In 2017 and 2018, Raise Up collected more than 359,000 ballot signatures to create a paid family and medical leave program and raise the Massachusetts minimum wage to $15 an hour, resulting in the Legislature passing, and the Governor signing, legislation on both issues. The paid leave legislation passed by the Legislature is a historic victory for millions of Massachusetts workers who will be able to take job-protected paid time off from work to take care of themselves or a family member after a medical emergency or the birth or adoption of a new child. The $15 minimum wage legislation passed by the Legislature is a victory for the nearly one million Massachusetts workers who will see their paychecks go up as the minimum wage increases.
What’s Happening Now
While Raise Up Massachusetts has helped make remarkable progress, the Massachusetts economy remains one of the most racially and economically unequal across the country. Decisions made nationally and at the state level are leaving workers behind and Raise Up Massachusetts will fight in the years ahead to build an economy that works for all of us.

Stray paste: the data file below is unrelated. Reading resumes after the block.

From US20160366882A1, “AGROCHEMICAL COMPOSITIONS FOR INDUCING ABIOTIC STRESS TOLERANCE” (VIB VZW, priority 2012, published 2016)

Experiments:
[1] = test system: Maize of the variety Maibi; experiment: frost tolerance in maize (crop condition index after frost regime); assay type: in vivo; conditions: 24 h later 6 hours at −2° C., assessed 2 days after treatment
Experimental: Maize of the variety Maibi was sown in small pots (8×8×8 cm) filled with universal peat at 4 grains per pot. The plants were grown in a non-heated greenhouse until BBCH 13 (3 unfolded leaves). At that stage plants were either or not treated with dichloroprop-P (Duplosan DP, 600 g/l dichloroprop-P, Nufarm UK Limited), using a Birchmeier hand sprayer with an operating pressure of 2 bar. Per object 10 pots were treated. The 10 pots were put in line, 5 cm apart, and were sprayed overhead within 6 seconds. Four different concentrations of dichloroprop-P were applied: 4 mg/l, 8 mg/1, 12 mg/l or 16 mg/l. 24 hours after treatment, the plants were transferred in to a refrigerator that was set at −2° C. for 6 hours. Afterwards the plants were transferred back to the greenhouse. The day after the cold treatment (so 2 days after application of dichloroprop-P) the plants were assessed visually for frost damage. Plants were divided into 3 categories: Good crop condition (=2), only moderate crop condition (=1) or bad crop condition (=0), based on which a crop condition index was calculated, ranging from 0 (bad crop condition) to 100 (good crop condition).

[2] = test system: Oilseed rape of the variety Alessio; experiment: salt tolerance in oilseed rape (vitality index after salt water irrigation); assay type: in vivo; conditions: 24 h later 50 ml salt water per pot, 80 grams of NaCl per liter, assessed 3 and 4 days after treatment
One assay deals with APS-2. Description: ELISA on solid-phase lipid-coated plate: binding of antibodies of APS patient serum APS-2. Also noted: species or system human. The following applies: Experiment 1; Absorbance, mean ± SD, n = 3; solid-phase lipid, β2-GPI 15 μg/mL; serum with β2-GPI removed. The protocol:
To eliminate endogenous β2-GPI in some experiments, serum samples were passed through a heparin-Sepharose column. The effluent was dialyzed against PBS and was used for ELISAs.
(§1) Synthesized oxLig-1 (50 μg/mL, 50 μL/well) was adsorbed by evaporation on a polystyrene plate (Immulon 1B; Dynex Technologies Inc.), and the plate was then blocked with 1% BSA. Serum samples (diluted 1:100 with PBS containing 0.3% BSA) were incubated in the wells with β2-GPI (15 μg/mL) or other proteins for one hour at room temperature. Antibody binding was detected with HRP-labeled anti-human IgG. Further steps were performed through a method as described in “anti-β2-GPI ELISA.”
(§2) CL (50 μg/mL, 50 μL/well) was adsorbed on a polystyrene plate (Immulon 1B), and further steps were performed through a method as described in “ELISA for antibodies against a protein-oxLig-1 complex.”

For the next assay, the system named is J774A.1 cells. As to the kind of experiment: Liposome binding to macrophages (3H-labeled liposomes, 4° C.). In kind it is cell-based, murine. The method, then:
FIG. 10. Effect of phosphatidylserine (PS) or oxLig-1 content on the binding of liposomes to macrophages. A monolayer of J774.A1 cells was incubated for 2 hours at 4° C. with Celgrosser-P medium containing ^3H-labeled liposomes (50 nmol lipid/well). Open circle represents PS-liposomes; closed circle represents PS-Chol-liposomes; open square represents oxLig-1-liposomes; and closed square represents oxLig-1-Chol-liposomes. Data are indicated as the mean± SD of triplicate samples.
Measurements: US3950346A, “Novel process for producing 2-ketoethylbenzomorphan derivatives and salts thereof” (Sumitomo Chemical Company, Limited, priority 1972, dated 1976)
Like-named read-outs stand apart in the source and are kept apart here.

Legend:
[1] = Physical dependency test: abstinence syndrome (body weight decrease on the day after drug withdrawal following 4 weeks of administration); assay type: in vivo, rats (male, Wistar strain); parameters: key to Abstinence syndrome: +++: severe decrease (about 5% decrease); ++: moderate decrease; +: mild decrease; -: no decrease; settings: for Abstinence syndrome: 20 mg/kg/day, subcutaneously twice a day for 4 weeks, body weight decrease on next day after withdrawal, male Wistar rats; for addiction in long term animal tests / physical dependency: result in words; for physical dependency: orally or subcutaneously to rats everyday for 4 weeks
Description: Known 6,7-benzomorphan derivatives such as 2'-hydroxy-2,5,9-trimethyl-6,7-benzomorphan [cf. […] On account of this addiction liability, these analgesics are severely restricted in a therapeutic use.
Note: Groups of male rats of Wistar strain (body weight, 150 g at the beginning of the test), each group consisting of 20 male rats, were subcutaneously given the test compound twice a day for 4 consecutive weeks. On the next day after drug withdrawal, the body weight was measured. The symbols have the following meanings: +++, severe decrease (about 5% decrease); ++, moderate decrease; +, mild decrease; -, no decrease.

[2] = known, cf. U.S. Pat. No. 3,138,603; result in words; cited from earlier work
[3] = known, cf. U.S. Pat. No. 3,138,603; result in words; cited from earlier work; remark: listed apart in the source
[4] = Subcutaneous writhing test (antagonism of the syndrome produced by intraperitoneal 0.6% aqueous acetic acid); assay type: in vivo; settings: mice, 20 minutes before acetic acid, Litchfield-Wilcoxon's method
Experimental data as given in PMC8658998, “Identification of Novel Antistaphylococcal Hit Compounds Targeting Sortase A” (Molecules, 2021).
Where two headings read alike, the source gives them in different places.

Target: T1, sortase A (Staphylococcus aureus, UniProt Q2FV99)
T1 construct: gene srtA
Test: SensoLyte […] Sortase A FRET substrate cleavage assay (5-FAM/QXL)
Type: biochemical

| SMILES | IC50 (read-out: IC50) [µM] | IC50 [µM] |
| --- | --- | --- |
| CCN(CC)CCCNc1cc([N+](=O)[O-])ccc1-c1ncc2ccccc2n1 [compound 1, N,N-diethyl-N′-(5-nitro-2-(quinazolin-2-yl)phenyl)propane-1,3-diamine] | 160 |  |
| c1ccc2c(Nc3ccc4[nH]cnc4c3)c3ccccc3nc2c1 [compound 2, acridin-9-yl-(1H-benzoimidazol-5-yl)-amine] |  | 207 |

Right now, we’re working to pass the Fair Share Amendment, and to ensure that large, profitable corporations pay their fair share.
We will continue to do this work until every worker in Massachusetts has a livable wage, family-supporting benefits, and a transportation and education system that lifts people up, funded by the wealthy paying their fair share. We’re not willing to wait to win the gains that Massachusetts workers need. We are only getting started.
Raise Up Massachusetts is a grassroots coalition of community organizations, religious groups, and labor unions committed to building an economy that works for all of us. If your organization is interested in joining Raise Up Massachusetts, please contact firstname.lastname@example.org.
• 350 Massachusetts for a Better Future
• Alliance for Business Leadership
• Boston Asian YES
• Boston Education Justice Alliance
• Boston Mobilization/YMORE
• Boston Workers Alliance
• Business for a Fair Minimum Wage
• Chelsea Collaborative
• Chinese Progressive Political Action
• City Life Vida Urbana
• Coalition For Social Justice
• College Democrats of MA
• Dorchester Bay Youth Force
• Empathy Ways
• English for New Bostonians
• Ex-Prisoners and Prisoners Organizing for Community Advancement (EPOCA)
• Grace Team